Burger King pledges to stop purchasing chickens raised with antibiotics

23 June 2017 by
Burger King pledges to stop purchasing chickens raised with antibiotics

Burger King has vowed to purchase only chicken raised without antibiotics by the end of 2018.

Restaurant Brands International (RBI), which owns the Burger King, Popeyes and Tim Hortons brands, has joined other restaurants operators such as KFC, Pizza Hut, McDonald's and Wendy's in committing to stop the use of antibiotics in its poultry products.

Antibiotic use in livestock has been proven to contribute to the development of antibiotic resistance in all bacteria, reducing the effectiveness of antibiotics for treating human disease.

In an analysis, presented by the economist Jim O'Neill, it was estimated that the drug resistant infections will kill 10 million people per year worldwide by 2050.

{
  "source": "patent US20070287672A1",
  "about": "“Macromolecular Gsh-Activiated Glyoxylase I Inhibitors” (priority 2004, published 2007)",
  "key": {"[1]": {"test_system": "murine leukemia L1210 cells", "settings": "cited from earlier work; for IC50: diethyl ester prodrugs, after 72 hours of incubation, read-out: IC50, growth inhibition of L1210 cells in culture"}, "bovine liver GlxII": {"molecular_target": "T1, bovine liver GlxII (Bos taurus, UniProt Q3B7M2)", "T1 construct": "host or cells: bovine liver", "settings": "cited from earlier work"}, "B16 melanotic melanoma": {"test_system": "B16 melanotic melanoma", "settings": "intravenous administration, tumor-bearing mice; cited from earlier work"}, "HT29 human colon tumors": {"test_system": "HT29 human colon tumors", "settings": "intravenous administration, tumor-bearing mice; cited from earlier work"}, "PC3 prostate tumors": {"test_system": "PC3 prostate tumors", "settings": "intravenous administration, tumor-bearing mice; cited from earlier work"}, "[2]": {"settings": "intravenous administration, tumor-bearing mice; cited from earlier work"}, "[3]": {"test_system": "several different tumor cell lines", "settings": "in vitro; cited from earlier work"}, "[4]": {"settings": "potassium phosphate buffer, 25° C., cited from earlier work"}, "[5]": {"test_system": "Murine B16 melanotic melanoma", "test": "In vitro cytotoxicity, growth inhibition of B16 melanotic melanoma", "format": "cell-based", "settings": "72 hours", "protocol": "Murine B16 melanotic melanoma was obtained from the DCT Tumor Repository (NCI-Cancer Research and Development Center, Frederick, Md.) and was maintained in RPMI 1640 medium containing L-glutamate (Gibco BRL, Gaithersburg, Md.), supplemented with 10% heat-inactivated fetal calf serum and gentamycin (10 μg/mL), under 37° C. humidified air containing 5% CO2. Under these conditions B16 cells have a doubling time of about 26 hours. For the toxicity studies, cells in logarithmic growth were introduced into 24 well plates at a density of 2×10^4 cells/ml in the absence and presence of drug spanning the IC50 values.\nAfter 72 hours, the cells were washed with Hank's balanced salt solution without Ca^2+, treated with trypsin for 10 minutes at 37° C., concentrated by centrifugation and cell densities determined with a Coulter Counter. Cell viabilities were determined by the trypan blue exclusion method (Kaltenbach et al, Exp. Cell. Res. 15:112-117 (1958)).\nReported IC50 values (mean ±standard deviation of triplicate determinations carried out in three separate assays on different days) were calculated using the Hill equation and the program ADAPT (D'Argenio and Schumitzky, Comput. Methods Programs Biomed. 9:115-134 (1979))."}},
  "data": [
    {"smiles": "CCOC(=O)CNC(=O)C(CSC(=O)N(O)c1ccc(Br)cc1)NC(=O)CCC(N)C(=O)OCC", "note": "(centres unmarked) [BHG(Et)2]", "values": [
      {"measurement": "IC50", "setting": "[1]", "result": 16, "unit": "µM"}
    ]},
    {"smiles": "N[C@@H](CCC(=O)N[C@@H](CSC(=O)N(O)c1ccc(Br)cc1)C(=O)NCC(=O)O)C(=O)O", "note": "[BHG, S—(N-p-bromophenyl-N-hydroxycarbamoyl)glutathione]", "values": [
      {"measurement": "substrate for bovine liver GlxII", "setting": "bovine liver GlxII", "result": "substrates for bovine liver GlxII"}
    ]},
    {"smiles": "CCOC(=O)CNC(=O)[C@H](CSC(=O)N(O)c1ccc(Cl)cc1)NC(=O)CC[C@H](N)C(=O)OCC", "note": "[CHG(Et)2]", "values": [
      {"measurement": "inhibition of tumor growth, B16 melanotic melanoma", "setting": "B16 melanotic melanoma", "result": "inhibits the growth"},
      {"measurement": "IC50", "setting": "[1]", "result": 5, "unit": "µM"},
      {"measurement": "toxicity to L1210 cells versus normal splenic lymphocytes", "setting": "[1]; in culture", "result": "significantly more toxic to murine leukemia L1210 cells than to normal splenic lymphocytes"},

According to As You Sow, a shareholder advocacy group, 70% of antibiotics important to human health are sold for use in meat and dairy production.

"Shareholders applaud RBI's announcement," said Austin Wilson, environmental health program manager at As You Sow. "This is great news for modern medicine and for long-term shareholder value."

In RBIs Sustainability Report, the company said: "We recognise that antibiotics play an important and delicate role in animal well being and human health. Antibiotics are sometimes required to control and treat disease to maintain animal health and welfare. We require our Vendors to purchase products only from farmers that administer antibiotics in a judicious and responsible manner when treatment is necessary, in keeping with veterinary and regulatory requirements.

"We believe that it is important to reduce the use of antibiotics important for human medicine in order to preserve the effectiveness of antibiotics in both veterinary and human medicine. In support of this belief, we are committed to using chicken that is raised without the use of antibiotics important to human medicine as defined by the World Health Organisation in Critically Important Antimicrobials for Human Medicine 5th Revision 2016 and we intend to meet this commitment in U.S. and Canada by the end of 2018."

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